The specific binding sites or receptors for the heptapeptide Ang (1-7) had been elusive until Santos et al. identified the G protein-coupled receptor encoded by the Mas protooncogene as the Ang (1-7) receptor . The association between the Mas protooncogene and Ang II receptors or Ang II-induced signalling is not entire new, since it has been suggested that the Mas gene may encode an Ang II receptor  and modulate AT1 receptor-mediated intracellular Ca2+ signalling . However, Santos et al. showed that genetic deletion of the Mas receptor abolished Ang (1-7) binding in the mouse kidney and prevented in vitro and in vivo vascular and renal responses to Ang (1-7) stimulation . There are questions remained as to whether the Mas receptor is specific only to Ang (1-7) or involves multiple receptor binding sites. For example, specific 125I-Ang (1-7) binding in kidney sections as demonstrated by Santos et al. was not much different between wild-type and Mas-KO mice . Furthermore, even at pharmacological concentrations (10 µM) unlabeled Ang (1-7) or Ang (1-7) antagonist A-779 could still only displace approximately 40% of 125I-Ang (1-7) binding . This raises the possibility that the Mas receptor is only partially specific to Ang (1-7) and additional receptor(s) may be involved. Nevertheless, there is evidence that the Mas receptor appears to mediate the known biological and physiological effects of Ang (1-7) in different tissues [35,82,187].
In the kidney, the Mas receptor is widely expressed in intrarenal blood vessels such as afferent arterioles and tubular epithelium especially in proximal tubules, where the known biological and physiological effects of Ang (1-7) have been extensively investigated [35,82] (for a more extensive review). Using 125I-Ang (1-7) as the ligand for its receptors, we found that specific 125I-Ang (1-7) receptor binding is localized primarily in the inner cortex and the outer stripe of the outer medulla in the rat kidney, which may be completely displaced by unlabeled Ang (1-7) (Fig. 1). This anatomical localization suggests that Ang (1-7) receptors are likely expressed predominantly in proximal tubules.
In general, the activation of ACE2/Ang (1-7)/the Mas receptor axis largely opposes the known actions of the renin//ACE/Ang II/AT1 receptor axis through inhibition of MAP kinase- or cyclooxygenase-2 (COX-2)-dependent pathways, or stimulation of nitric oxide (NO)/cGMP-dependent pathway [35,82,106,186] (Fig. 3). While the renin/ACE/Ang II/AT1 receptor axis acts to raise blood pressure [53,108,137], cause renal vasoconstriction, decrease renal blood flow (RBF) and glomerular filtration rate (GFR) [32,98,117], stimulation of proximal tubule sodium transport [43,162,240] and increase urine concentration [138,170] etc., the ACE2/Ang (1-7)/the Mas receptor instead acts to reduce blood pressure, dilate intrarenal blood vessels, increase RBF and GFR, inhibit proximal tubule transport, and induce diuresis [35,82] (for a comprehensive review). Similarly, the renin/ACE/Ang II/AT1 receptor axis is widely implicated in the pathogenesis and progression of acute and chronic kidney diseases, including hypertension and diabetic nephropathy [52,77,142,158]. By contrast, overexpression of ACE2 to increase Ang (1-7) production or stimulation of the Mas receptor by Ang (1-7) in target tissues may be used to counter the pathological role of the renin/ACE/Ang II/AT1 receptor axis. Indeed, impairment of the ACE2/Ang (1-7)/the Mas receptor axis may be associated with increases in blood pressure [23,88] or acute renal ischemic and reperfusion injury .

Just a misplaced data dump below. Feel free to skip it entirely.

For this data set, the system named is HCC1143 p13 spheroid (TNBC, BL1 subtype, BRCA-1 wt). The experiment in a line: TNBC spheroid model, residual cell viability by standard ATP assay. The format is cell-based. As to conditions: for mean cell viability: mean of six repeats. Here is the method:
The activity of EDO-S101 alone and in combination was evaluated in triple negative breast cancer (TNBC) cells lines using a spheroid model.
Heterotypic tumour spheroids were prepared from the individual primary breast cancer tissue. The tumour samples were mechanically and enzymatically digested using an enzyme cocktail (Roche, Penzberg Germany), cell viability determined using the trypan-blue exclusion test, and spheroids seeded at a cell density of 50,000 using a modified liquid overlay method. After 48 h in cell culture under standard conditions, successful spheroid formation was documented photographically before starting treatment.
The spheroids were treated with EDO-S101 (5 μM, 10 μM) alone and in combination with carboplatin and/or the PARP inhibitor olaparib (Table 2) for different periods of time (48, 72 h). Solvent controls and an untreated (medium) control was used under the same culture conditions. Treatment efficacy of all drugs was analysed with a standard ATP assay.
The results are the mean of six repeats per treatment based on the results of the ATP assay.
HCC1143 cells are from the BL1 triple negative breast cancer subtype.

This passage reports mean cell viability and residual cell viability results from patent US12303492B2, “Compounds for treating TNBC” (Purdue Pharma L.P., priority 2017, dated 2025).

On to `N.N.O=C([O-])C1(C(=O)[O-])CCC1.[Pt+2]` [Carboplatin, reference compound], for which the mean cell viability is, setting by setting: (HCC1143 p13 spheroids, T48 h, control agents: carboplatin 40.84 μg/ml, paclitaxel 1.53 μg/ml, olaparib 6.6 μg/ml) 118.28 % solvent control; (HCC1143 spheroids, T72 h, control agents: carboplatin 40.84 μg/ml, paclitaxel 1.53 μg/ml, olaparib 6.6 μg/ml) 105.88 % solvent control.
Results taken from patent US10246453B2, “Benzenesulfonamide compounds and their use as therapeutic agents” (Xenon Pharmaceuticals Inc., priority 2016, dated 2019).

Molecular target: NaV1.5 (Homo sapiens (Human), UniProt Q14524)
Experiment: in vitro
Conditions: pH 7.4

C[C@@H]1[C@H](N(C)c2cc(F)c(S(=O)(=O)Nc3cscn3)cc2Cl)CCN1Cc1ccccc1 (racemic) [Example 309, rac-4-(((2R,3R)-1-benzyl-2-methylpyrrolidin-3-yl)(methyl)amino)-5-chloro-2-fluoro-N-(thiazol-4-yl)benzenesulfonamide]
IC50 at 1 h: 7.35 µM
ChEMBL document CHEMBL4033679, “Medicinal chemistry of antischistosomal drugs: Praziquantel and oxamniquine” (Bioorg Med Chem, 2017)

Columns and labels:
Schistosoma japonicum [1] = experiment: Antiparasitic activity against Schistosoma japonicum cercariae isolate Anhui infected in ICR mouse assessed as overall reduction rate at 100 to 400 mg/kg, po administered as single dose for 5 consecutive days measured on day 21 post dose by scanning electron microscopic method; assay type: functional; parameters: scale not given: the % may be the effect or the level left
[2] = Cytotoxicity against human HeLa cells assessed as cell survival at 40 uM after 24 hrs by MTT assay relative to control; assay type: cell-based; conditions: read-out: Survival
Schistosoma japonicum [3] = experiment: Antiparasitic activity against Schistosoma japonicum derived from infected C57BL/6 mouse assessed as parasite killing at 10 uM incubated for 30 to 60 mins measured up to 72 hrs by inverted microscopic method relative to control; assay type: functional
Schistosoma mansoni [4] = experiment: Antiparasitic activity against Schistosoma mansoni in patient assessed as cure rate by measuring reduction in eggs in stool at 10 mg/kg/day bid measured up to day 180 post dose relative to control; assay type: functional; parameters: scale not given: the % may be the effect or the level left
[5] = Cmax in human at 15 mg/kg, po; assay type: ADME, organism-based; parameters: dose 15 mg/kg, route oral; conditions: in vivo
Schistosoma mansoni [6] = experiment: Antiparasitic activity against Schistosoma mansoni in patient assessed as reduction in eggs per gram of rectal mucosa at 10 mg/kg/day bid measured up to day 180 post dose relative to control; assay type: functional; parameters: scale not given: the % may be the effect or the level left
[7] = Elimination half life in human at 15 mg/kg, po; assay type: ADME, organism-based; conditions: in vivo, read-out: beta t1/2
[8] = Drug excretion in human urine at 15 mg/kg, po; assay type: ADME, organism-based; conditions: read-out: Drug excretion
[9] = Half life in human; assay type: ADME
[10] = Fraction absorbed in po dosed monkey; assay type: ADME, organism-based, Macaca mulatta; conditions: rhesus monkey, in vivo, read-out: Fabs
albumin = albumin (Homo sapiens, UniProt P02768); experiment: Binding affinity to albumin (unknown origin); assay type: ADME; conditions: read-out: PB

It should be emphasized, however, that the activation of the ACE2/Ang (1-7)/the Mas receptor axis may not be involved in established hypertension in SHRSP or TGR (mRen2)27 models , but may be associated with stimulation of growth-stimulatory pathways in human mesangial cells , increased blood pressure and adverse cardiac remodelling in rats with subtotal nephrectomy , accelerated STZ-induced diabetic nephropathy , or Ang II-induced epithelial-to-mesenchymal transformation . Ang-(1-7) also reportedly stimulated water transport in rat inner medullary collecting duct via interactions with vasopressin V2 receptors . These effects of Ang (1-7) are quite similar to those induced by the activation of the renin/ACE/Ang II/AT1 receptor axis. It is tempting to speculate that these diverse effects of Ang (1-7) may be mediated by, or interacted with, different receptors that recognize the heptapeptide and may be expressed differentially in different cell types in the kidney. Further studies are required to establish the physiological and therapeutical roles of this novel ACE2/Ang (1-7)/the Mas receptor axis in hypertension, cardiovascular and renal diseases.